Marc Lynch has a new article in The National on Islamic groups' participation in democracy and how certain governments have discouraged them. The current lull may be misleading:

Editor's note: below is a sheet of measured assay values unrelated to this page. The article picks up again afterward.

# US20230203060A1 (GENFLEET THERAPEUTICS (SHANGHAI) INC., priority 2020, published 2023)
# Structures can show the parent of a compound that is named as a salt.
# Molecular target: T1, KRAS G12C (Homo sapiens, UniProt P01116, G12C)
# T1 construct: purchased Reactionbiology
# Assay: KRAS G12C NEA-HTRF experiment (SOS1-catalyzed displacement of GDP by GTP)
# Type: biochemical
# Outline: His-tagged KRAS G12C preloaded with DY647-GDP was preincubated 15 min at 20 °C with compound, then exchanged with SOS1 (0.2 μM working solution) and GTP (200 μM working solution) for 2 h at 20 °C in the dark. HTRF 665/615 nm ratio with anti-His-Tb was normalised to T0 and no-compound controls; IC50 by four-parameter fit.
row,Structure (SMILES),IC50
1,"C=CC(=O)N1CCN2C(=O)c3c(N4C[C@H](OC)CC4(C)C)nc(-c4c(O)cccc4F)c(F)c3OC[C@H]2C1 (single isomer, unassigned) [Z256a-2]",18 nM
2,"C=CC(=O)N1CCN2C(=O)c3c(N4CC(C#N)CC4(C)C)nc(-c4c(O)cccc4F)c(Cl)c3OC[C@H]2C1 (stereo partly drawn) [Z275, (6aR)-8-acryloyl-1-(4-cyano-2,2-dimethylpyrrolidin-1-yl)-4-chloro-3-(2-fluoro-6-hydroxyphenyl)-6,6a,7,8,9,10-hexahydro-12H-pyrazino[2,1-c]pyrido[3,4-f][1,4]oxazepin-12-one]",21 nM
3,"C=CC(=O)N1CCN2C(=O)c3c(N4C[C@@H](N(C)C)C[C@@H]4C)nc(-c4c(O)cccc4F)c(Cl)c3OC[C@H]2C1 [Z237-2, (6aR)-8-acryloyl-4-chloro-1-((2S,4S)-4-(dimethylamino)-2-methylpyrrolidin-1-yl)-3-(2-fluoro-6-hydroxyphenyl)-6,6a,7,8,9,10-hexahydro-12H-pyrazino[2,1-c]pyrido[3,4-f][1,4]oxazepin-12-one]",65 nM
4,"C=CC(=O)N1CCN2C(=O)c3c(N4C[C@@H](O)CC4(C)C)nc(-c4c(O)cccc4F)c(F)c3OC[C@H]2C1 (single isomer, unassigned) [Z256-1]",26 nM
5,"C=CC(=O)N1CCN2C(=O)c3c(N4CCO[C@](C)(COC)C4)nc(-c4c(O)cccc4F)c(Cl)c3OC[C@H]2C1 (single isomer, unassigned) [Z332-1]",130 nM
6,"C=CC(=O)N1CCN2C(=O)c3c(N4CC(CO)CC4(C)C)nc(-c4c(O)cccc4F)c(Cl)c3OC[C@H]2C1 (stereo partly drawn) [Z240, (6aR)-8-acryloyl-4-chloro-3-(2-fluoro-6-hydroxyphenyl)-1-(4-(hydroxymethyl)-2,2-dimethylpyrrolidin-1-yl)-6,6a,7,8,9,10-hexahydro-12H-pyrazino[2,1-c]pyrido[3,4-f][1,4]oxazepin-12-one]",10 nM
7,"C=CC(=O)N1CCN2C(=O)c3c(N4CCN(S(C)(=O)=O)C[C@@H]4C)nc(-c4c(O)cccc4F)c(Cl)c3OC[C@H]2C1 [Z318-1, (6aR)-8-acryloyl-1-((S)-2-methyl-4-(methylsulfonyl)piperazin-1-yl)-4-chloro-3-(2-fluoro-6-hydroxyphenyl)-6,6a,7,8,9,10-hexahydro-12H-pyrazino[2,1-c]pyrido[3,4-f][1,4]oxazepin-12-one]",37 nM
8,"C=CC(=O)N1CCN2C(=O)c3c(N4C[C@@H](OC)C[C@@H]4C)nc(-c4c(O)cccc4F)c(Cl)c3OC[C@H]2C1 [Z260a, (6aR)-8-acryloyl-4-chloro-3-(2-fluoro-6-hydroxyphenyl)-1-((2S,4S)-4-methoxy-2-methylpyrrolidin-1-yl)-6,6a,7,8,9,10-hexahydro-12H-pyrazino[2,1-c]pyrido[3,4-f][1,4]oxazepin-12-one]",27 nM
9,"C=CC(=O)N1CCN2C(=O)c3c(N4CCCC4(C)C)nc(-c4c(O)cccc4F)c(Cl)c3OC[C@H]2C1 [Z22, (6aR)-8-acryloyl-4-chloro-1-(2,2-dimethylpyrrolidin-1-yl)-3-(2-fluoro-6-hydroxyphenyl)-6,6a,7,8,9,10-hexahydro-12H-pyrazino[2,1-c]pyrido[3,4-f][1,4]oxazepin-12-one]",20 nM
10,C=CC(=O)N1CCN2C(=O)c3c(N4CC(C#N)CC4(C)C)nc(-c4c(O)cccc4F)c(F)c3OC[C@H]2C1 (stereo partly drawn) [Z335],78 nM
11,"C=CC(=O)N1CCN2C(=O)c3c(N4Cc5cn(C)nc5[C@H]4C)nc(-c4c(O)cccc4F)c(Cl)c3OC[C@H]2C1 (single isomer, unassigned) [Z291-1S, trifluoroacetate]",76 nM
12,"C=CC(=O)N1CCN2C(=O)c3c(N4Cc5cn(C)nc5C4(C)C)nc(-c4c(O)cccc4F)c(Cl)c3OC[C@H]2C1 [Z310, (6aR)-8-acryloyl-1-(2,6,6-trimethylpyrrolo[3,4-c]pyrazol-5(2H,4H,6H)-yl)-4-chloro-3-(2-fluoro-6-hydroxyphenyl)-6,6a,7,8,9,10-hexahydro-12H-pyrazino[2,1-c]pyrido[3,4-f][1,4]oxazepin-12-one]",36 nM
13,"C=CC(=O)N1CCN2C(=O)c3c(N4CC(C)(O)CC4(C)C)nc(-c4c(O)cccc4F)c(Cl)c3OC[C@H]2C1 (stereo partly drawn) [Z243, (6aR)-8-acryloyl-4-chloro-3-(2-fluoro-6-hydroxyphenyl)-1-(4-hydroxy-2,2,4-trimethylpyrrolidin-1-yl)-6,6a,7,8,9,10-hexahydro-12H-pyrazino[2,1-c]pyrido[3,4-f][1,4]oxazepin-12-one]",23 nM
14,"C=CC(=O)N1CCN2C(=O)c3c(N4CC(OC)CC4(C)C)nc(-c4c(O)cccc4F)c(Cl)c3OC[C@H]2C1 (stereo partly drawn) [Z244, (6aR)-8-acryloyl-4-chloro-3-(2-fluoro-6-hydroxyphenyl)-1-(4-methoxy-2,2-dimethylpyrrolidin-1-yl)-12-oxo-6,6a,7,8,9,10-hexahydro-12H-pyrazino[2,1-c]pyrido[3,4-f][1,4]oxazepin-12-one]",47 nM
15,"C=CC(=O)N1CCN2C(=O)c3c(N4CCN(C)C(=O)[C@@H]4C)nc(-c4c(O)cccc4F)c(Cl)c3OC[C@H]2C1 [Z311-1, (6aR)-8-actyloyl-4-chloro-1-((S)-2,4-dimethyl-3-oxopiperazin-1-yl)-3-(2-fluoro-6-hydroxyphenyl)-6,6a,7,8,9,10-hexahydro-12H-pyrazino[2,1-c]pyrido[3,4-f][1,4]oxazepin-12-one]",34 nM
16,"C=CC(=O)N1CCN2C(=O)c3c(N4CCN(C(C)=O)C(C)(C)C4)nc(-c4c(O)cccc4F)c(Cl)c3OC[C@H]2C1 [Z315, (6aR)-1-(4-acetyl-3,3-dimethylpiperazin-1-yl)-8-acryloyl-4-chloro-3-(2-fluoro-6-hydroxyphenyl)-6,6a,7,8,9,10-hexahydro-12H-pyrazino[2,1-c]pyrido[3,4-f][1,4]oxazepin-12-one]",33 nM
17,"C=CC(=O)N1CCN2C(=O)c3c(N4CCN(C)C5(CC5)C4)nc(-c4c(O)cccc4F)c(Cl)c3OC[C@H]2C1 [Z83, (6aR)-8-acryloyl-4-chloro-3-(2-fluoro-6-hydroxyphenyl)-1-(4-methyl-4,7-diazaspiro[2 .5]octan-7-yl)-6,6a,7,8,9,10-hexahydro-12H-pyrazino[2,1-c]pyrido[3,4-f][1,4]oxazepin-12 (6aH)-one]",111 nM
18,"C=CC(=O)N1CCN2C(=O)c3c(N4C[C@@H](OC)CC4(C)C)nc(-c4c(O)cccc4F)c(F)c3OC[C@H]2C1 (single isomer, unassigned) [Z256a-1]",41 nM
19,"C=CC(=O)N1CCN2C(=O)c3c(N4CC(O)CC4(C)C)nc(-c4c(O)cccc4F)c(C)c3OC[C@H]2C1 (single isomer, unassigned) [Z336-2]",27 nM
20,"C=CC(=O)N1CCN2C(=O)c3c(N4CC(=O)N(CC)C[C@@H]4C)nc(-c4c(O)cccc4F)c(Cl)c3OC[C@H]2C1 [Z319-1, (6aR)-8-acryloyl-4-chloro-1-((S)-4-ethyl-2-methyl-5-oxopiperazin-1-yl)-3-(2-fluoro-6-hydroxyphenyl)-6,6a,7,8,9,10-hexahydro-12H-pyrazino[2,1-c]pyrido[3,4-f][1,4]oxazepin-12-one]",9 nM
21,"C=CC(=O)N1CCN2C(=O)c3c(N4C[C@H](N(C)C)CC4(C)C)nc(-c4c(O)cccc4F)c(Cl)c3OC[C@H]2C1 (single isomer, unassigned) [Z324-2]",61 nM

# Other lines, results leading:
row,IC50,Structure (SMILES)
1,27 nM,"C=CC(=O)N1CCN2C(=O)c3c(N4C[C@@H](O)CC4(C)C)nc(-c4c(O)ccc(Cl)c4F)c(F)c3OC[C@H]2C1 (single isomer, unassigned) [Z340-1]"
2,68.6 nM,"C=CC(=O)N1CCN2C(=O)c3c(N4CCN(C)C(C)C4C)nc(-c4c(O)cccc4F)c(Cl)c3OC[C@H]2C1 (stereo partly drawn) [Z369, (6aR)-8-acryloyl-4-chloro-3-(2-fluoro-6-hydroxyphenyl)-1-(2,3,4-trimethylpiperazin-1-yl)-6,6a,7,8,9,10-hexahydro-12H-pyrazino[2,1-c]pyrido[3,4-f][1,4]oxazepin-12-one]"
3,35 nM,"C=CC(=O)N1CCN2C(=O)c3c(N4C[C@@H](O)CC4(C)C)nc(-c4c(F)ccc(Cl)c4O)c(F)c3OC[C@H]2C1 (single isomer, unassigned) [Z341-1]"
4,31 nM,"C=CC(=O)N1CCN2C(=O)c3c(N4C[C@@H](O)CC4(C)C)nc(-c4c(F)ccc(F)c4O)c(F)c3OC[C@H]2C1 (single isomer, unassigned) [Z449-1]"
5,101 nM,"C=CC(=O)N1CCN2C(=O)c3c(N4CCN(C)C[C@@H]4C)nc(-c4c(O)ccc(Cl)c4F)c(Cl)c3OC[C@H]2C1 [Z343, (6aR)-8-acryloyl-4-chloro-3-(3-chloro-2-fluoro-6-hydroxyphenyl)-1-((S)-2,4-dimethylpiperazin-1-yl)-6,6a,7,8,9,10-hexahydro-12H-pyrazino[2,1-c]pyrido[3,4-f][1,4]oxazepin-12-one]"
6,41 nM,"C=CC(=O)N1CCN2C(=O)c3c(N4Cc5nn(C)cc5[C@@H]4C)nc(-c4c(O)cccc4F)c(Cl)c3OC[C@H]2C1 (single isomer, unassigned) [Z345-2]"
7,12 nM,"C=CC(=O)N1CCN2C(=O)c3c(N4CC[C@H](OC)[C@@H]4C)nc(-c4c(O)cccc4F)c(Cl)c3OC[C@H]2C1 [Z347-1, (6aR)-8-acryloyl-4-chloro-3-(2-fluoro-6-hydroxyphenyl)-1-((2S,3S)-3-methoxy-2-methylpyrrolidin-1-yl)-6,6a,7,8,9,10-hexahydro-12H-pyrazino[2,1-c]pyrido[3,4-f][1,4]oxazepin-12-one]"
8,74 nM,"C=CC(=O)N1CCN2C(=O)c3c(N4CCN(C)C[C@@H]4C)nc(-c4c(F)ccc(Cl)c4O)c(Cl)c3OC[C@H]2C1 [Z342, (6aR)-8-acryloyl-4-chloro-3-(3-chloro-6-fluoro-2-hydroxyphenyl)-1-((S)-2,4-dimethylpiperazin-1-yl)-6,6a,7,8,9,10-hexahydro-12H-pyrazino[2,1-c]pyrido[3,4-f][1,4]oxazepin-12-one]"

The Jordanian, Egyptian and American governments may see all this as something of a success story: the influence of the Islamists has been curbed, both in formal politics and in the social sector, and the restraint exercised by the Brotherhood leadership has meant the states have not faced a backlash. But this is dangerously short-sighted. The campaigns against Islamists weaken the foundations of democracy as a whole, not just the appeal of one movement, and have had a corrosive effect on public freedoms, transparency and accountability. Regardless of the fortunes of the movements themselves, the crackdown on the Islamists contributes to the wider corruption of public life. The growing frustration within moderate Islamist groups with democratic participation cannot help but affect their future ideological trajectory.
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